It could be the literary essay’s relative newness as an object of academic study that keeps the essay in the self-conscious, teenage phase of its critical life. There is a lot in the first issue that seems like important groundwork, that feels necessary for me to be exposed to in order to understand the state of our genre, and which can provide justification and support for the essay’s critical future. And yet criticism of the essay also faces its own unique difficulties and dimensions. Where writers of novels can rely upon the support of a world of critical essays on the novel, novels themselves likely remain the most essential vehicle for their critical conversations. Other genres can stage these conversations both through critics’ essays and through their mediums’ works. But the essay, already the most self-conscious of genres, relies solely upon further essays for its critique. Every essay is a kind of criticism of the essay, but so too is every criticism of the essay an essay. The essay cannot escape itself.

In the same issue, David Lazar writes about “Queering the Essay”:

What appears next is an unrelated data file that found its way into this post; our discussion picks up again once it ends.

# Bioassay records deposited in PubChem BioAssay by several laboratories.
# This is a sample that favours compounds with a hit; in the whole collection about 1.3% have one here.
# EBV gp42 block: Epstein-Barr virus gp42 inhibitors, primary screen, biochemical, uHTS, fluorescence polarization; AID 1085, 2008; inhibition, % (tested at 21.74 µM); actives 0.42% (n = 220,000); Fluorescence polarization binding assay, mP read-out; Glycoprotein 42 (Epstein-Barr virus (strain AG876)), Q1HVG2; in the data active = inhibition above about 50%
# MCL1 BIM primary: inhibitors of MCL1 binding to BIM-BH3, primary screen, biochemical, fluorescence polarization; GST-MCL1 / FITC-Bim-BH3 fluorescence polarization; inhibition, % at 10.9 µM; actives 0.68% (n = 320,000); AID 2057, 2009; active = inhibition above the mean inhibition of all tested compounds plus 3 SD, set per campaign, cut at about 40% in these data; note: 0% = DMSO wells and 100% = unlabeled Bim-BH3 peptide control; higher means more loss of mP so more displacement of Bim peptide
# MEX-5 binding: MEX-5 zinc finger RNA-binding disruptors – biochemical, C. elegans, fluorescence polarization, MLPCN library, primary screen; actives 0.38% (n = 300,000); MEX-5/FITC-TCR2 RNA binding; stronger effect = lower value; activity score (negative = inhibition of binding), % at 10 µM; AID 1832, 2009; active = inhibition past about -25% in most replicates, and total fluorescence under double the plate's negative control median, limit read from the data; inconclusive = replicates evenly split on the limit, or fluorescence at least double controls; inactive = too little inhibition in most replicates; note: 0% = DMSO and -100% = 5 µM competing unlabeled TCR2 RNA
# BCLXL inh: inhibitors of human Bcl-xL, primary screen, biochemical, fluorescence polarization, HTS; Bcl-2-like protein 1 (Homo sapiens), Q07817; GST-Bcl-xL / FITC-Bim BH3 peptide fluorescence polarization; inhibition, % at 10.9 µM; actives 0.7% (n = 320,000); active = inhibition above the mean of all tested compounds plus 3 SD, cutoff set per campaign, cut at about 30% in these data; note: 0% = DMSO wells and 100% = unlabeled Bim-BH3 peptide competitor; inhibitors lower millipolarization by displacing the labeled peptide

The essay is not and has never been genre normative; this is essential to the nature of the essay. Calling the essay “lyrical” or even “personal” puts a generic leash on it, domesticates it under the guise of setting the essay onto to new territory. However, for four hundred and thirty years the (not so) simple noun “essay” has allowed us to resist the normalizing impulses that govern other genres, and led to Pascal and Sebald and M.F.K. Fisher. What is queer about the essay is its resistance to stability, categories—even the one I’m advancing in this essay. The best theories of the essay, Lukacs, Adorno, Montaigne, Emerson, DuPlessis . . . turn in on themselves, lose argumentative coherence in the direction of passionate, expansive thinking about the essay. Essays about the essay tend to be transgressively shapely as much as any other essay, if we think shapely and circuitous are lively and harmonious concepts, as I do.